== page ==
Visionary, entrepreneur, cattleman, pioneer, businessman and philanthropist. All words that describe Earl Brookover, the man credited with launching the commercial cattle feeding industry in western Kansas in 1951. One profile about Brookover written more than 40 years ago suggests his career achievements “would have been enough for half a dozen men.”
Indeed, Brookover’s legacy encompasses many endeavors, but his life’s achievements can be traced back to a single interest, according to grandson Ty Brookover.
“Water. He had the foresight to understand water use on the High Plains was critical to the sustainability of agriculture,” Ty says.
Born in Scott County on a dryland wheat and cattle farm in 1906, Brookover’s interest in irrigation began in high school when he worked on a neighboring irrigated farm. During the next decade he learned about irrigation working on water projects in Texas and drilling wells in California and South America. He spent three and a half years drilling irrigation wells for W.R. Grace Co. sugar cane plantations in Peru.
Upon his return to the U.S., Brookover earned a degree in civil engineering from Kansas State University (K-State) in 1934. In a profile published in the K-Stater, Brookover said of that period in his life, “When I came back to the U.S. I had an awareness of the potential of irrigation on the High Plains. I enrolled at Kansas State and took civil engineering because it had a few groundwater courses. That was about as close as you could come to irrigation engineering at the time.”
After graduation, he developed several irrigation farms in western Kansas. One strategy led to another more sophisticated design and by 1946 he had drilled a gas well to power the irrigation pumps. Significant increases in milo production led to the realization that cattle feeding could be economically feasible in the area. In addition, Brookover reasoned the dry climate and milder winter weather provided natural advantages for cattle feeding.
Brookover visited feedyards in California and Arizona and adapted the same business model to western Kansas. In fall 1951, he and his partner drove 300 to 400 head of cattle on horseback from a Finney County pasture to feedlot pens he had built northwest of Garden City. Soon after, Brookover received cattle from his first customer, Bob Mayer from Denver. His first feedyard was built on 160 acres with capacity for 2,000 head of cattle.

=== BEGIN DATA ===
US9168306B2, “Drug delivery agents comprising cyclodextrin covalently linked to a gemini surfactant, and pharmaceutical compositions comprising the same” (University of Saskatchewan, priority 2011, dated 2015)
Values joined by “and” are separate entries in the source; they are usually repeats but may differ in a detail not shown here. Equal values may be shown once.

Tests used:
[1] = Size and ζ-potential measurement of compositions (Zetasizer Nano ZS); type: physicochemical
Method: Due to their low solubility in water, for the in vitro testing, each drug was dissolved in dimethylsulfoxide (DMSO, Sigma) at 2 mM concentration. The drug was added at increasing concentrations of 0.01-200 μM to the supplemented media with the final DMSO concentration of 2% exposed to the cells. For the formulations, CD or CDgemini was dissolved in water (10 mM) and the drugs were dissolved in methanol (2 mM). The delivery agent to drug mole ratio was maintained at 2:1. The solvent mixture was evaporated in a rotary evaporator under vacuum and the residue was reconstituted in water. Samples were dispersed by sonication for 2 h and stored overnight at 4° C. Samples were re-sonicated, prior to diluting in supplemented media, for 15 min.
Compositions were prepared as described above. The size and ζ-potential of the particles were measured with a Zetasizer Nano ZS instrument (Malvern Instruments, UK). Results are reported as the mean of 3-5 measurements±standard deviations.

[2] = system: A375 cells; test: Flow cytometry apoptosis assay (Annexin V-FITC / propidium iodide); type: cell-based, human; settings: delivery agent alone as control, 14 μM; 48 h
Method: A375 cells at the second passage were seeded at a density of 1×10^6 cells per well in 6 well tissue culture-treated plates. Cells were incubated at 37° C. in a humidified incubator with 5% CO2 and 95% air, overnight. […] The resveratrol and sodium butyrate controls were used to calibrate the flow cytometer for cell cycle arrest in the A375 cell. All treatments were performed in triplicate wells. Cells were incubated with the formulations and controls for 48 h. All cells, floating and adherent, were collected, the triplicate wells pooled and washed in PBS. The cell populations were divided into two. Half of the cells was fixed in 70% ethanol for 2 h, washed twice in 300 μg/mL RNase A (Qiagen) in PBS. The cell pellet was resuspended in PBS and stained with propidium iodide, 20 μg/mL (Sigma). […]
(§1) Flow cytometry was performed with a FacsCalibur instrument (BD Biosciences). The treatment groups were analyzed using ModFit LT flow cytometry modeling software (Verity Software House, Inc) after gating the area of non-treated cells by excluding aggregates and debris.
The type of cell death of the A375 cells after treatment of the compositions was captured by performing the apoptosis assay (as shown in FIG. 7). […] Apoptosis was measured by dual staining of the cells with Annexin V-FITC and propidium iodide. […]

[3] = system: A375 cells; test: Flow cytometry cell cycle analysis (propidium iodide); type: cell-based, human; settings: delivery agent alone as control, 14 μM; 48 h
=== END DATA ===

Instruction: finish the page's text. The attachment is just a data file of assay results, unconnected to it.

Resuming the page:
Within months of opening his feedyard, Brookover was approached by other western Kansas producers to custom feed their cattle. From there, the original Brookover Feed Lot grew to a 40,000-head one-time capacity and spawned the cattle feeding industry in western Kansas, which soon had pen space for more than 1 million head. The migration of large beef packing companies from their urban origins to the High Plains also followed.
“He had a gift to evaluate a business or enterprise and make it profitable,” Ty says. “He was especially good at developing sustainable uses for land others considered marginal.”
In the book, “Riding Point,” a centennial history of the Kansas Livestock Association, author Jim Hoy described how Brookover sought new ways to use mechanization.
“He approached his new enterprise scientifically, hiring a livestock specialist from K-State, Bass Powell, to manage the yard,” Hoy wrote. “Powell instituted twice-a-day feeding from mechanical wagons, with silage wagons being filled by a custom loader invented especially for Brookover by Harry Oswalt.”
As a businessman, Brookover earned many accolades, but none more valuable than the respect and admiration of his many employees.
“I was proud to work for Earl Brookover,” says Keith Downer, who Brookover hired in 1962 and who retired as head cowboy at Brookover Feed Lot. “We always had good horses and good people.”
Downer describes his friend and employer as “a man of few words. He was quick to size up a situation, and when he spoke you could bet it would turn out the way he described. If you worked for him he trusted you to do the job and turned you loose to do that job.”
Brookover’s interests extended beyond his growing businesses. “He was a big supporter of the city, the county and the region, in addition to his employees,” Downer says.
One close personal friend described Brookover as “a pragmatic intellectual who was a doer. He was a voracious reader in history and ideas and a forward thinker who had a concern for the land and for future generations who would live on it.”
Brookover’s service to community and industry was far reaching. He was a substantial contributor to his alma mater, including a $125,000 pledge for meat animal research. He was a trustee of the K-State Endowment Association, a member of the Steer-A-Year Club, the K-State Agricultural Advisory Council and the Livestock and Meat Industry Council and an honorary member of the K-State Block and Bridle Club. Brookover served as president of the Kansas Livestock Association in 1967, regional vice president of the American National Cattlemen’s Association and a director on the Kansas State Chamber of Commerce.
In 1976, Brookover received K-State’s Distinguished Service Award and was honored as “Kansas Stockman of the Year” by the Livestock and Meat Industry Council. His portrait hangs in Weber Hall on K-State’s campus. Ten years after his death in 1985, Brookover was inducted into the Kansas Business Hall of Fame.
Brookover married Denelda in 1934, and they had four children, Sandra, Mary, Jane and E.C., Jr. Today Brookover Companies operate two feedyards, Brookover Feed Yard and Brookover Ranch Feed Yard, with a combined capacity of 80,000 head.